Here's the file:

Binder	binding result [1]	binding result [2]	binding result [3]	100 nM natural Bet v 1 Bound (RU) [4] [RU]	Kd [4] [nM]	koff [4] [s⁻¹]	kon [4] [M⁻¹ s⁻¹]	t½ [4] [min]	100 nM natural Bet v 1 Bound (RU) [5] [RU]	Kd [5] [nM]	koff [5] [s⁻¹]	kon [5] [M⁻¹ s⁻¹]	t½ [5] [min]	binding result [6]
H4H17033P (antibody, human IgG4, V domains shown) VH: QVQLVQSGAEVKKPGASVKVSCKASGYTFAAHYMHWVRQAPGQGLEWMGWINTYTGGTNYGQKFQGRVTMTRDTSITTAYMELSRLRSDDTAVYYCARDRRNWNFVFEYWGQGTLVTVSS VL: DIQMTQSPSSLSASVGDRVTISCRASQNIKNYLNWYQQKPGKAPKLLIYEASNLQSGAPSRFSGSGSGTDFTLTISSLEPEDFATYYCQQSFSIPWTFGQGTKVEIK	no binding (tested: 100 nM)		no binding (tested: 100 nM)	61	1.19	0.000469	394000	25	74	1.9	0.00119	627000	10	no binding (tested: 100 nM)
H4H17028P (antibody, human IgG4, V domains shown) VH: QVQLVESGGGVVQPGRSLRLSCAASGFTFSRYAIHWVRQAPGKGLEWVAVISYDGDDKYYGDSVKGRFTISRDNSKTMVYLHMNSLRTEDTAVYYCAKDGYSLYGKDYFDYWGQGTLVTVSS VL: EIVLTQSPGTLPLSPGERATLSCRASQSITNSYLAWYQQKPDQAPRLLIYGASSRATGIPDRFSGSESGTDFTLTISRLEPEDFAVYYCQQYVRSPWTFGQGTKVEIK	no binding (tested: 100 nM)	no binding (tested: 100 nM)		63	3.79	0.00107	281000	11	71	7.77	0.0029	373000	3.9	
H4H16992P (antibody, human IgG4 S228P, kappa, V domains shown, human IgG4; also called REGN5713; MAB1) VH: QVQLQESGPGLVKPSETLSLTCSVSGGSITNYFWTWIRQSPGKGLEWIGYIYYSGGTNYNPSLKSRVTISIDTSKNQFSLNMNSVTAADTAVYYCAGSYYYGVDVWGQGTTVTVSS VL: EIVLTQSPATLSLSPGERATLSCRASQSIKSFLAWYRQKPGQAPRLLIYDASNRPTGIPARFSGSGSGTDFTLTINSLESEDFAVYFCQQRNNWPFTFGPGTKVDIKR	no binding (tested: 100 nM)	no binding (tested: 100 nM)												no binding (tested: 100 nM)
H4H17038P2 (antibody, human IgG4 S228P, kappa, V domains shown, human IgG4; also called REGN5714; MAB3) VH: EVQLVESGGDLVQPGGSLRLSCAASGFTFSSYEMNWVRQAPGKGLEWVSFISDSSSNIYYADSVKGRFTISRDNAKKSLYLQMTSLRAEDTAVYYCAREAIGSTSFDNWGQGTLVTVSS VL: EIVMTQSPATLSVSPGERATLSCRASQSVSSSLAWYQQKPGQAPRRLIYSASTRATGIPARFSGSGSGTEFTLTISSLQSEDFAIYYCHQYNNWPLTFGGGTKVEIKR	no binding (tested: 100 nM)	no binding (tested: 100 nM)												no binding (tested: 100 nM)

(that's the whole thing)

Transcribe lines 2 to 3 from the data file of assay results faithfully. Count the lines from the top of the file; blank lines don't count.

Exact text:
H4H17033P (antibody, human IgG4, V domains shown) VH: QVQLVQSGAEVKKPGASVKVSCKASGYTFAAHYMHWVRQAPGQGLEWMGWINTYTGGTNYGQKFQGRVTMTRDTSITTAYMELSRLRSDDTAVYYCARDRRNWNFVFEYWGQGTLVTVSS VL: DIQMTQSPSSLSASVGDRVTISCRASQNIKNYLNWYQQKPGKAPKLLIYEASNLQSGAPSRFSGSGSGTDFTLTISSLEPEDFATYYCQQSFSIPWTFGQGTKVEIK	no binding (tested: 100 nM)		no binding (tested: 100 nM)	61	1.19	0.000469	394000	25	74	1.9	0.00119	627000	10	no binding (tested: 100 nM)
H4H17028P (antibody, human IgG4, V domains shown) VH: QVQLVESGGGVVQPGRSLRLSCAASGFTFSRYAIHWVRQAPGKGLEWVAVISYDGDDKYYGDSVKGRFTISRDNSKTMVYLHMNSLRTEDTAVYYCAKDGYSLYGKDYFDYWGQGTLVTVSS VL: EIVLTQSPGTLPLSPGERATLSCRASQSITNSYLAWYQQKPDQAPRLLIYGASSRATGIPDRFSGSESGTDFTLTISRLEPEDFAVYYCQQYVRSPWTFGQGTKVEIK	no binding (tested: 100 nM)	no binding (tested: 100 nM)		63	3.79	0.00107	281000	11	71	7.77	0.0029	373000	3.9	